TRIANGLE SIGN COMPANY: interview with BILL PRUSAK and DAVE RUBIN, and demonstration of how sign painters get the image on the billboard. Interviews with neon glass blowers.
00:00Copy video clip URL Exterior wide shot establishing shot of Triangle Sign company.
00:31Copy video clip URL Medium shot of Triangle Sign company sign.
00:53Copy video clip URL Close up shot of Triangle Sign company sign.
01:10Copy video clip URL Interior of Triangle Sign company. The videographer follows Bill Prusak down corridor and into the workshop. He points out various signs in production. They walk into a room with a large projector and discuss the process for the start of billboard painting: use an opaque projector to project the image for the sign to scale on large sheets of paper hanging on an electrically charged board with copper backing. The painter uses a handheld electronically charged probe to follow the outline of the projected image creating small arching perforations onto the paper. The paper is removed and placed on the billboard on site. The perforated image is removed and painted directly onto the billboard as a big stencil.
04:27Copy video clip URL B-roll of the arching perforation being cut in near darkness.
04:58Copy video clip URL B-roll of the projector.
05:36Copy video clip URL The lights turn on, b-roll of the perfs continuing to be cut.
07:25Copy video clip URL Interview question: Where is this sign [the Chicago Slices billboard sign] going? On top of your building.
07:40Copy video clip URL Continued b-roll of painter making perf cuts.
08:24Copy video clip URL Interview questions for Bill: What are some unusual signs you’ve have to make? A globe, a giant car battery, lots of neon work.
09:27Copy video clip URL Bill plugs in a Miller beer neon sign and a neon Bears football helmet sign.
10:24Copy video clip URL Is Triangle Sign the only company doing something like this? No, there are 5-8 major sign companies in the area. Bill describes the different types of neon and neon signs they create.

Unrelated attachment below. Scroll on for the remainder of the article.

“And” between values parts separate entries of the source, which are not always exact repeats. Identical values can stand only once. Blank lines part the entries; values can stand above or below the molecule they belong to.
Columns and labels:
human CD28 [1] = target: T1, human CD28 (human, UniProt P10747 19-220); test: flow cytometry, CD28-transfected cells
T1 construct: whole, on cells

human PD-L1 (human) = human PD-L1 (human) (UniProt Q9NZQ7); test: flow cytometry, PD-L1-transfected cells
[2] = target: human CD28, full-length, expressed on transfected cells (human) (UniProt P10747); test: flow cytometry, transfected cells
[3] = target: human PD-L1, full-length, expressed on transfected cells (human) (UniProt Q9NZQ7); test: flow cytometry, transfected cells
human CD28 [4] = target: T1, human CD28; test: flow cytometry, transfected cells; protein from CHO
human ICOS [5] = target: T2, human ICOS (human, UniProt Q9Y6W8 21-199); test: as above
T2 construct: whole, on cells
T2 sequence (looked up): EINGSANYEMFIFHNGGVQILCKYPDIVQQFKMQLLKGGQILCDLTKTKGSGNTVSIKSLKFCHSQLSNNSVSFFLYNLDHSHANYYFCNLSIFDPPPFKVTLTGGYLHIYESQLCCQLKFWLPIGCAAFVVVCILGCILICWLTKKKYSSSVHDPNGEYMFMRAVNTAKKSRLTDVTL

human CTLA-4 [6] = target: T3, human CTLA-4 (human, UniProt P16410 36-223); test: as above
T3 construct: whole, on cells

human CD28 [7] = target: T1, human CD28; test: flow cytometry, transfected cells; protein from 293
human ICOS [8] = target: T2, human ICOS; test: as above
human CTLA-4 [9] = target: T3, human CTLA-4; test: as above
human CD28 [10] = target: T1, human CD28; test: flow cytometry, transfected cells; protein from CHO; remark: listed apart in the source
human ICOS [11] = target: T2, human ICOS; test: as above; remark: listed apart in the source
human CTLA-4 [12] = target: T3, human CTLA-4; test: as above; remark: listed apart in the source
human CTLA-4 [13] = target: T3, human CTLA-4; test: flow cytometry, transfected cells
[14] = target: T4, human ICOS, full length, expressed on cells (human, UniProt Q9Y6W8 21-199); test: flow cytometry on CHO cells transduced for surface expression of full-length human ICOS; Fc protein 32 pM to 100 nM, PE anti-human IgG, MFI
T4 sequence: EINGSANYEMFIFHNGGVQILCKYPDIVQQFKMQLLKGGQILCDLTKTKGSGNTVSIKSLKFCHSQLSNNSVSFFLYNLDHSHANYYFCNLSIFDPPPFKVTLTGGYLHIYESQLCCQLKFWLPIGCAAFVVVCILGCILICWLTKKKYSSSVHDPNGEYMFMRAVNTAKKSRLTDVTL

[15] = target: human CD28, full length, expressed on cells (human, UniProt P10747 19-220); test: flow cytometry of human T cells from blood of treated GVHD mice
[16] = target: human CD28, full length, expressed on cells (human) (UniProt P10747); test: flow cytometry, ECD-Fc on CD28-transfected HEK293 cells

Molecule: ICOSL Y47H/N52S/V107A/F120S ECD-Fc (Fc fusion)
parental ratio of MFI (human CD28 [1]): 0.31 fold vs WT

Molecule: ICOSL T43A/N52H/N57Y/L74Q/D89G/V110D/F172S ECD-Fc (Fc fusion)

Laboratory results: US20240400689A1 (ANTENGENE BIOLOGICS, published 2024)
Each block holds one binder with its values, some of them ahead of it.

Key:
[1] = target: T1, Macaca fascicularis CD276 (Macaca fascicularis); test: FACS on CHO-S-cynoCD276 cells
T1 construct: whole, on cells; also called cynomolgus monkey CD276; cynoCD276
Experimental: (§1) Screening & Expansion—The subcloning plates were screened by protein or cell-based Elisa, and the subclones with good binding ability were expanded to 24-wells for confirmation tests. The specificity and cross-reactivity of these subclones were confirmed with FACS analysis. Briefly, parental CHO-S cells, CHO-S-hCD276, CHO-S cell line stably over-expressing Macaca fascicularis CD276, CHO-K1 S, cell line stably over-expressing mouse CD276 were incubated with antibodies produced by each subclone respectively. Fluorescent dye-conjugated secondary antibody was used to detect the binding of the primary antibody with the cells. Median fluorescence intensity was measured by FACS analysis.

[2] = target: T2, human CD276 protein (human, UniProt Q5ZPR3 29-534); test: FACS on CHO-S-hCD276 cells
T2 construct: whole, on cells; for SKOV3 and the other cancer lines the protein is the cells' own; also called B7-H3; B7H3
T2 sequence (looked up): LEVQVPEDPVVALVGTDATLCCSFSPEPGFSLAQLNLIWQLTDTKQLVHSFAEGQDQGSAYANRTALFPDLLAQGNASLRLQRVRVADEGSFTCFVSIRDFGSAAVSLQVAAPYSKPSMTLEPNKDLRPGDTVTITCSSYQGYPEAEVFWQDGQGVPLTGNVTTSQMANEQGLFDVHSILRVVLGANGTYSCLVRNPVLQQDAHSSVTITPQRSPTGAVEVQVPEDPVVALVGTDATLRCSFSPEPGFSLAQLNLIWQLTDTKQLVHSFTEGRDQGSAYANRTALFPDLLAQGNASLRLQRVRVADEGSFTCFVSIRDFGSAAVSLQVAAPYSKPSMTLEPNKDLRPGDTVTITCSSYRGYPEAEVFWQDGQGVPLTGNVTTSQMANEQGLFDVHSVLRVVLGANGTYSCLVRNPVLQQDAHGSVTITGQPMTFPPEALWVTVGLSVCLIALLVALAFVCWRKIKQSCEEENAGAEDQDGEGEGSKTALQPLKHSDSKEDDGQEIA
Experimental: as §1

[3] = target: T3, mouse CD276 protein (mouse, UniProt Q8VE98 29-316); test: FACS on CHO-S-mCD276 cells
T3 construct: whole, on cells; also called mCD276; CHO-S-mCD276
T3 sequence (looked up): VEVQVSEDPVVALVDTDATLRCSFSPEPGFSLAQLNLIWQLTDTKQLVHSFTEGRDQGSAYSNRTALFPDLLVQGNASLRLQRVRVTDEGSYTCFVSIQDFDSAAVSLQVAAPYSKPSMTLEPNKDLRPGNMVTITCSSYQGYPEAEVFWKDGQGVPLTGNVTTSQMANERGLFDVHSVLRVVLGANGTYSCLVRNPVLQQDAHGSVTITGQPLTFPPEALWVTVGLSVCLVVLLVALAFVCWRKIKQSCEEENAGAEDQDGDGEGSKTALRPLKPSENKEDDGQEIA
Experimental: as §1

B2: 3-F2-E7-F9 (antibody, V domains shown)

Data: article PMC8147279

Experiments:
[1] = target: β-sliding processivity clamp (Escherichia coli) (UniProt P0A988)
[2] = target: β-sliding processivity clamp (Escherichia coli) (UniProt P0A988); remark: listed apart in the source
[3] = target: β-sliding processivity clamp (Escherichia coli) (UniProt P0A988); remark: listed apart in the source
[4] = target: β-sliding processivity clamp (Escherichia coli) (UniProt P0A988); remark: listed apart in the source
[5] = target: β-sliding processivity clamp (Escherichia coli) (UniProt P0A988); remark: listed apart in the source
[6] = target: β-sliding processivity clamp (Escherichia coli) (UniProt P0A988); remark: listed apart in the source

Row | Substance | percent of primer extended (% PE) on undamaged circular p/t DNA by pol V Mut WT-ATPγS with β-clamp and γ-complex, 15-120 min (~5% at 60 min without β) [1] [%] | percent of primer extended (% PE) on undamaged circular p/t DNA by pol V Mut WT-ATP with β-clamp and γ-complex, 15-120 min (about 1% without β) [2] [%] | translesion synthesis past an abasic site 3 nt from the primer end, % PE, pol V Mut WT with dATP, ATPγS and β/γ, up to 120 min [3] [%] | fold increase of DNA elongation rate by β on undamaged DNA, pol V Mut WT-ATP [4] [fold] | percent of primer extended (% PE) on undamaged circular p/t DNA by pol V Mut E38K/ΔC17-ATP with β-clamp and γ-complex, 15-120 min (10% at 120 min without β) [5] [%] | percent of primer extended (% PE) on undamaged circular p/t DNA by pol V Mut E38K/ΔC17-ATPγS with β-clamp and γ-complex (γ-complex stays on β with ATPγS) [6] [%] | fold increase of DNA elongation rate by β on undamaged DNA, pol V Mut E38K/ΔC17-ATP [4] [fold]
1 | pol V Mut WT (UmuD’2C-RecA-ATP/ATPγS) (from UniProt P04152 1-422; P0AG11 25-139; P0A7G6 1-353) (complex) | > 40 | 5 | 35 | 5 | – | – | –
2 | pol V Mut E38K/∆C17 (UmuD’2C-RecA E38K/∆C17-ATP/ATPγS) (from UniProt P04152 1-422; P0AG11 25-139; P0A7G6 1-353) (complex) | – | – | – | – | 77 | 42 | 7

11:23Copy video clip URL Bill shows off an 8 foot globe made from a balloon wrapped in fiber glass. A worker is roughing up the fiber glass preparing to paint.
12:44Copy video clip URL B-roll of the shop, materials, signs, work trucks.
13:27Copy video clip URL B-roll of Old Style beer sign, Silo store sign.
14:28Copy video clip URL Video drop outs.
14:25Copy video clip URL Bill shows videographer the Marshall Field’s Christmas trumpets and medallions built and stored at Triangle Sign. He comments: the design changes every 5 years or so.
16:20Copy video clip URL Bill and videographer walk through dark corridors through the shop.
17:01Copy video clip URL Interview question: What’s your favorite sign? The most aesthetic is a plaque for a restaurant. The most unique sign they’ve created is a 12-15 foot hot dog for Fast Track.
18:09Copy video clip URL Bill shows a sign produced for Triangle Sign that no one has had time to display.
18:36Copy video clip URL Worker John Noga at bench fabricating and cleaning out glass tubes preparing them for neon light.
19:47Copy video clip URL Interview questions with General Manager Phil Siciliano: What signs of yours would I recognize on the street? Old Style Beer, Checkers, specialty neon signs. How long have you been in the business? The company’s been around for 56 years, I’ve been here 33. He says the economy has caused the company to size down.
21:49Copy video clip URL Continued b-roll of worker working on neon glass tubing plus b-roll of various completed neon signs around the shop.
28:24Copy video clip URL John cleans inside of tube glass before pumping in the gas.
29:40Copy video clip URL Interview question: How long do these signs last? Years.
31:10Copy video clip URL John shows color chart of various neon color options.
32:20Copy video clip URL John shows off various signs made at the shop: personal names, sport teams, beverage companies.
34:43Copy video clip URL B-roll of Bill and team. Videographer follows Bill and the Chicago Slices client through the shop discussing problems with the extensions on the Chicago Slices billboard they are preparing: cost, safety, time, the electric light. The discussion becomes heated.
48:00Copy video clip URL A painter named Dave Rubin joins the discussion.
50:08Copy video clip URL Bill leaves and Dave continues discussing logistics of the billboard’s production with the client.
56:04Copy video clip URL END.